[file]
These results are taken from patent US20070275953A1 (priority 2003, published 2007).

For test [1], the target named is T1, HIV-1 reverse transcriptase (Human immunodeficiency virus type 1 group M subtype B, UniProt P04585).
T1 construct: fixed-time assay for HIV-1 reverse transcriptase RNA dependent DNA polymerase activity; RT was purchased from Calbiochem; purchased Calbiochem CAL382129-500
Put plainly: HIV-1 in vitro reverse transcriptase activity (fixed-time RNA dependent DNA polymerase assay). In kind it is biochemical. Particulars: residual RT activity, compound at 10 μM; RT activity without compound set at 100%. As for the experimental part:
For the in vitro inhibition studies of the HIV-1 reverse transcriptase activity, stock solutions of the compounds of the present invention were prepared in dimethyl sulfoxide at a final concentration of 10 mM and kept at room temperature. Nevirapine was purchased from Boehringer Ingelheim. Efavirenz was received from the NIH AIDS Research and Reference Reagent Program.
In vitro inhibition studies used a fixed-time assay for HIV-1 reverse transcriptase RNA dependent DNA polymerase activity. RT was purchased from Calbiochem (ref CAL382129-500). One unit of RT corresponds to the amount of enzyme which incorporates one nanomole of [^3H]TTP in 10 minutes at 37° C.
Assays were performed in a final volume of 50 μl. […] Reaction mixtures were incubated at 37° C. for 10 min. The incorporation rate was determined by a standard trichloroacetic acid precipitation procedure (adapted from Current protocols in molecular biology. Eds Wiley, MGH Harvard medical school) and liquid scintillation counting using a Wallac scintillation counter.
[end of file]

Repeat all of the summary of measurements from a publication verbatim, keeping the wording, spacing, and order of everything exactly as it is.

These results are taken from patent US20070275953A1 (priority 2003, published 2007).

For test [1], the target named is T1, HIV-1 reverse transcriptase (Human immunodeficiency virus type 1 group M subtype B, UniProt P04585).
T1 construct: fixed-time assay for HIV-1 reverse transcriptase RNA dependent DNA polymerase activity; RT was purchased from Calbiochem; purchased Calbiochem CAL382129-500
Put plainly: HIV-1 in vitro reverse transcriptase activity (fixed-time RNA dependent DNA polymerase assay). In kind it is biochemical. Particulars: residual RT activity, compound at 10 μM; RT activity without compound set at 100%. As for the experimental part:
For the in vitro inhibition studies of the HIV-1 reverse transcriptase activity, stock solutions of the compounds of the present invention were prepared in dimethyl sulfoxide at a final concentration of 10 mM and kept at room temperature. Nevirapine was purchased from Boehringer Ingelheim. Efavirenz was received from the NIH AIDS Research and Reference Reagent Program.
In vitro inhibition studies used a fixed-time assay for HIV-1 reverse transcriptase RNA dependent DNA polymerase activity. RT was purchased from Calbiochem (ref CAL382129-500). One unit of RT corresponds to the amount of enzyme which incorporates one nanomole of [^3H]TTP in 10 minutes at 37° C.
Assays were performed in a final volume of 50 μl. […] Reaction mixtures were incubated at 37° C. for 10 min. The incorporation rate was determined by a standard trichloroacetic acid precipitation procedure (adapted from Current protocols in molecular biology. Eds Wiley, MGH Harvard medical school) and liquid scintillation counting using a Wallac scintillation counter.